Fernando Camargo (Harvard Stem Cell Institute, US) will be co-chairing Abcam's upcoming event, Stem Cells to Tissues with Laurie Boyer (MIT, US). The one day meeting taking place in Boston, US, has brought together an impressive list of invited speakers.
Recently the Abcam events team sat down with Stem Cell to Tissues conference chair Fernando Camargo, to discuss the upcoming conference.
Q: What exciting research projects have been occurring in your lab?
"For a one-day meeting, the quality of the speakers is unparalleled"
— Fernando Camargo
We have been studying how organ size control mechanisms can impinge upon stem cell activity and differentiation. We are very excited about this line of research because the biology of organ and tissue size control are very poorly understood, so our findings have the potential to uncover novel paradigms and mechanisms that orchestrate stem cell behavior . This, we hope, will provide important insight for the manipulation of stem cells in the context of regenerative therapies.
Q: How did you first connect with Abcam and come to chair this conference?
Through my co-chair Laurie Boyer. She has been the chair of outstanding Abcam conferences in the past, and we decided that it would be a great time to have a meeting focused on stem cell biology and topics at the interface between basic science and clinical application.
Q: What were your motivations to organize a conference on Stem Cells to Tissues?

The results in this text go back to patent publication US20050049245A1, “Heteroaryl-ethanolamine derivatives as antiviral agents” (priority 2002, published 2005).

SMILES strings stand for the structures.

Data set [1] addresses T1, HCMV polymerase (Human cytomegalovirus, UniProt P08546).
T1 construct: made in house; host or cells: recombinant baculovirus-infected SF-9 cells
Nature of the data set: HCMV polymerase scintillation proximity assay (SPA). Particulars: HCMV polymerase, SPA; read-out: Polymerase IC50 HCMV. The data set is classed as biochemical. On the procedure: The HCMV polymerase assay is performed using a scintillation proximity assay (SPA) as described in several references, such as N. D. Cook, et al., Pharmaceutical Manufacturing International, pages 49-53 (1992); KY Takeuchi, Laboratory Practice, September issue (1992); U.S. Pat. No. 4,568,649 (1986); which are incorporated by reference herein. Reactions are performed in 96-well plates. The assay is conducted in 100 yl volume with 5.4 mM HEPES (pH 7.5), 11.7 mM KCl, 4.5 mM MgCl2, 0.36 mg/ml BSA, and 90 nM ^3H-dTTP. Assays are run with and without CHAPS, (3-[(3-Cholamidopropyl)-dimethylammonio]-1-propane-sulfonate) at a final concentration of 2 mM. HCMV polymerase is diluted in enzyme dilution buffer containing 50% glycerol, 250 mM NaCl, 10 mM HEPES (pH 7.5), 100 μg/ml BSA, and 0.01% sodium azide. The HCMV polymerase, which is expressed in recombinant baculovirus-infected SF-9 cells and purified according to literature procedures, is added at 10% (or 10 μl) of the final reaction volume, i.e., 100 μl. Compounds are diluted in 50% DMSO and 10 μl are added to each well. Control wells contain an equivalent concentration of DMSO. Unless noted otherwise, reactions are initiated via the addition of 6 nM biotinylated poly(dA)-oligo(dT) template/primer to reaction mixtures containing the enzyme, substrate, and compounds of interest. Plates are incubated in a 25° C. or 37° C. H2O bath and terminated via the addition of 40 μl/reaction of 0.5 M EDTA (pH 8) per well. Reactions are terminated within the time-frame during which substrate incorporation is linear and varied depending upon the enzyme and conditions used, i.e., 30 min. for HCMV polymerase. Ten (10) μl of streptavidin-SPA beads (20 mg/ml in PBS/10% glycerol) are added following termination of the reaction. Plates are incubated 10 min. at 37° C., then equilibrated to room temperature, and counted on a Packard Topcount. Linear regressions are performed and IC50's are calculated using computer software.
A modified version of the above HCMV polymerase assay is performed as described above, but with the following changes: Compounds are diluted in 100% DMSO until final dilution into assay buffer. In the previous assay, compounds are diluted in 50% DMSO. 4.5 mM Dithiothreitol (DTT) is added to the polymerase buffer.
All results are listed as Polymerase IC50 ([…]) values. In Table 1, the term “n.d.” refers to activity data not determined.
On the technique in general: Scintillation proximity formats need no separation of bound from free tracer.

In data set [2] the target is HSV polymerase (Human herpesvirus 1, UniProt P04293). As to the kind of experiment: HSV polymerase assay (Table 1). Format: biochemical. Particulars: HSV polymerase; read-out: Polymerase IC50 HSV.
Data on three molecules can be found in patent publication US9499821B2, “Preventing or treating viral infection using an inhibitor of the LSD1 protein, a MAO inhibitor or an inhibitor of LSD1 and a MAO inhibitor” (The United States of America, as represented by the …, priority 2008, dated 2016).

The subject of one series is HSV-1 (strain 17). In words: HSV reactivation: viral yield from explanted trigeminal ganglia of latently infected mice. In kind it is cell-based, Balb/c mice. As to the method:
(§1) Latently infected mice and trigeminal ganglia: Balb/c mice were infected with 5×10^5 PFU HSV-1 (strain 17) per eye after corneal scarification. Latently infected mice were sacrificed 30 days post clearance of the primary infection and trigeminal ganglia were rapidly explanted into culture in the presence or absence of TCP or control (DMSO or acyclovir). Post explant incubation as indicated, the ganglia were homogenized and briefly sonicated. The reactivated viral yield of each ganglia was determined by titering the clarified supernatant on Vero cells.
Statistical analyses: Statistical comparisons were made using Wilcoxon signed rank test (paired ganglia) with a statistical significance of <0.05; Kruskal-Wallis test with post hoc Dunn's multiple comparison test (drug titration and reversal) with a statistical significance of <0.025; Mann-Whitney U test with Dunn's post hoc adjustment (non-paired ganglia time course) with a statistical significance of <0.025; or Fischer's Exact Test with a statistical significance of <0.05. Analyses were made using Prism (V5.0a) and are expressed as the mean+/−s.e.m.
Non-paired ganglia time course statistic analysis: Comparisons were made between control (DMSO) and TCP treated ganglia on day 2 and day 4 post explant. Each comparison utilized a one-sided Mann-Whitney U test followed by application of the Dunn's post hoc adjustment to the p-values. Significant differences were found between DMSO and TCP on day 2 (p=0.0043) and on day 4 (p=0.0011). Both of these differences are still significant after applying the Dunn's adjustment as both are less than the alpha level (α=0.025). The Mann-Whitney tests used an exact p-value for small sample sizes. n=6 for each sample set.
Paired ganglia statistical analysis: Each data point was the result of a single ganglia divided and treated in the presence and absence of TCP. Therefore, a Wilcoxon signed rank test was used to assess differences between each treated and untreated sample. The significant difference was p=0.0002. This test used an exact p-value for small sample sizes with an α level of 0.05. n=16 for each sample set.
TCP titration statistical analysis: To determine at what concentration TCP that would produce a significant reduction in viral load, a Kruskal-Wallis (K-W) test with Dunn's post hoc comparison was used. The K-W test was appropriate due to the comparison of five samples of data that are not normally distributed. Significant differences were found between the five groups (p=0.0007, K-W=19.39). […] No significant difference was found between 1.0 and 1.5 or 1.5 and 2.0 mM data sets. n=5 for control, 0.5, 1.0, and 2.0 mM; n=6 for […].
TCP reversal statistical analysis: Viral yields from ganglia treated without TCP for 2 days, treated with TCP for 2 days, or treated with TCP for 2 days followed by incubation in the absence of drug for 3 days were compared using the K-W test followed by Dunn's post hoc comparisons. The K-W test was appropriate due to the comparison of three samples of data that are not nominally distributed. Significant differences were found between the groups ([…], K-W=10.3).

"I am particularly looking to hear from Doug Melton. He has really been a pioneer on the study of endodermal stem cells and the development of new approaches to understand pancreatic regeneration"
— Fernando Camargo
The field of stem cell research has moved at a frenetic pace over the past decade. While in general clinical application of basic stem cell research has not fully materialized, we felt that the scientific community is at a crucial juncture where basic insights are allowing some of these challenges to be overcome. Thus, we felt that this was a good time to get the leaders of the field together and highlight the latest advancements that might drive the field and potential clinical utility for years to come.
Q: What makes this meeting different from other stem cell meetings?
For a one-day meeting, the quality of the speakers is unparalleled. Additionally, though all the speakers have the common overriding interest of understanding the biology of regeneration, given their different backgrounds, the multiple models, perspectives and approaches presented make this a singular meeting.
Q: What new and exciting developments may we hear more of at the meeting?
I think we have an incredible line of speakers. We might hear the latest developments on the clinical application of epithelial stem cells for the treatment of disease, the use of novel mRNA delivery technology to treat heart disease, and the most recent insights into regenerative processes in model organisms.
Q: We have a great line up of speakers for the conference. Is there a particular topic or speaker you are looking forward to hearing?
I am particularly looking to hear from Doug Melton. He has really been a pioneer on the study of endodermal stem cells and the development of new approaches to understand pancreatic regeneration. I am also looking forward to hear from our keynote speaker, Hans Clevers. His work really represents what this conference is all about, pioneering basic science that can be translated into patient therapies.
Q: Who do you think would be most interested in this meeting?
Everyone with an interest in stem cell biology and regenerative medicine.
In addition, this meeting is hosting a poster prize worth up to $1000. Please visit the Stem Cells to Tissues event page for complete rules and conditions.